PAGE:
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Category: Claiming Dependents

Top Five Facts about Dependents and Exemptions

1. Dependents may be required to file their own tax return: Even though you are a dependent on someone else’s tax return, you may still have to file your own tax return. Whether or not you must file a return depends on several factors, including: the amount of your unearned, earned or gross income, your marital status, any special taxes you owe and any advance Earned Income Credit payments you received.

2. Exemptions reduce your taxable income: There are two types of exemptions: personal exemptions and exemptions for dependents. For each exemption you can deduct $3,900 on your 2013 tax return. Exemptions amounts are reduced for taxpayers whose adjusted gross income is above certain levels, which is determined by your filing status.

3. Dependents may not claim an exemption: If you claim someone as a dependent, such as your child, that dependent may not claim a personal exemption on their own tax return.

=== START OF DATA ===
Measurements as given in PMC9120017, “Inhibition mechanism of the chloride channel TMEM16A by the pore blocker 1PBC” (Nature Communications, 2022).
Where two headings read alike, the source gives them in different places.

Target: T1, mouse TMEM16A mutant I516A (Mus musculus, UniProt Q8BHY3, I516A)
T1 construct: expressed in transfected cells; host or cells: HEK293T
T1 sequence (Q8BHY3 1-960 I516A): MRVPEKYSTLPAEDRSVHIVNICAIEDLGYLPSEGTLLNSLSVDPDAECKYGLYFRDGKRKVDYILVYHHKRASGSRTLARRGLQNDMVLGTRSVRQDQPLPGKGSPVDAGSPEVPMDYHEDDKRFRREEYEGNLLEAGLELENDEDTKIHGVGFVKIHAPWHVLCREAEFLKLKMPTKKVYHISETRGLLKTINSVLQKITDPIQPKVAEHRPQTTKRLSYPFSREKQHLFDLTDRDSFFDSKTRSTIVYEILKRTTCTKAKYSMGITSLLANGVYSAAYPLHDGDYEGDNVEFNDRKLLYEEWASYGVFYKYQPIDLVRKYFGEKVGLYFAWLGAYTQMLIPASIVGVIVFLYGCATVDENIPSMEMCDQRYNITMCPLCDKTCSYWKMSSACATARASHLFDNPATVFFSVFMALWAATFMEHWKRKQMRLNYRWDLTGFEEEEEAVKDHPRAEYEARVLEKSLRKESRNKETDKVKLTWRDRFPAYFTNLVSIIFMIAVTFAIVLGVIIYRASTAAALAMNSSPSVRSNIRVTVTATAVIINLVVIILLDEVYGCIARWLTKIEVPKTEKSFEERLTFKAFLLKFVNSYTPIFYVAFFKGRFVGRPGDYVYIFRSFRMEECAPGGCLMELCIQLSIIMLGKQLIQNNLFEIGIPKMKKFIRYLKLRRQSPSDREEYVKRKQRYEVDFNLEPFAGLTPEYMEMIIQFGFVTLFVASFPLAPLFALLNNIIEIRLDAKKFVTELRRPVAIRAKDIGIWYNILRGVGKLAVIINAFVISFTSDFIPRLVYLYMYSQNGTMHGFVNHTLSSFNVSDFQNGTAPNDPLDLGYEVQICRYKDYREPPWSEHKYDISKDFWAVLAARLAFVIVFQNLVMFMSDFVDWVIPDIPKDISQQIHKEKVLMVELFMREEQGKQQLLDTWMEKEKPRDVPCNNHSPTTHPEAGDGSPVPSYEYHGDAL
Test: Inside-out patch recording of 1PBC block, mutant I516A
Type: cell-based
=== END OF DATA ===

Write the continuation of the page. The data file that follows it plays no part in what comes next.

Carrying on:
4. Your spouse is never considered your dependent: On a joint return, you may claim one exemption for yourself and one for your spouse. If you’re filing a separate return, you may claim the exemption for your spouse only if they had no gross income, are not filing a joint return and were not the dependent of another taxpayer.

5. Some people cannot be claimed as your dependent: Generally, you may not claim a married person as a dependent if they file a joint return with their spouse. Also, to claim someone as a dependent, that person must be a U.S. citizen, U.S. resident alien, U.S. national or resident of Canada or Mexico for some part of the year. There is an exception to this rule for certain adopted children.

For more information on dependents and exemptions, including whether or not you or your dependent needs to file a tax return, see IRS Publication 501, Exemptions, Standard Deduction, and Filing Information.

 

Life events that may have a significant tax impact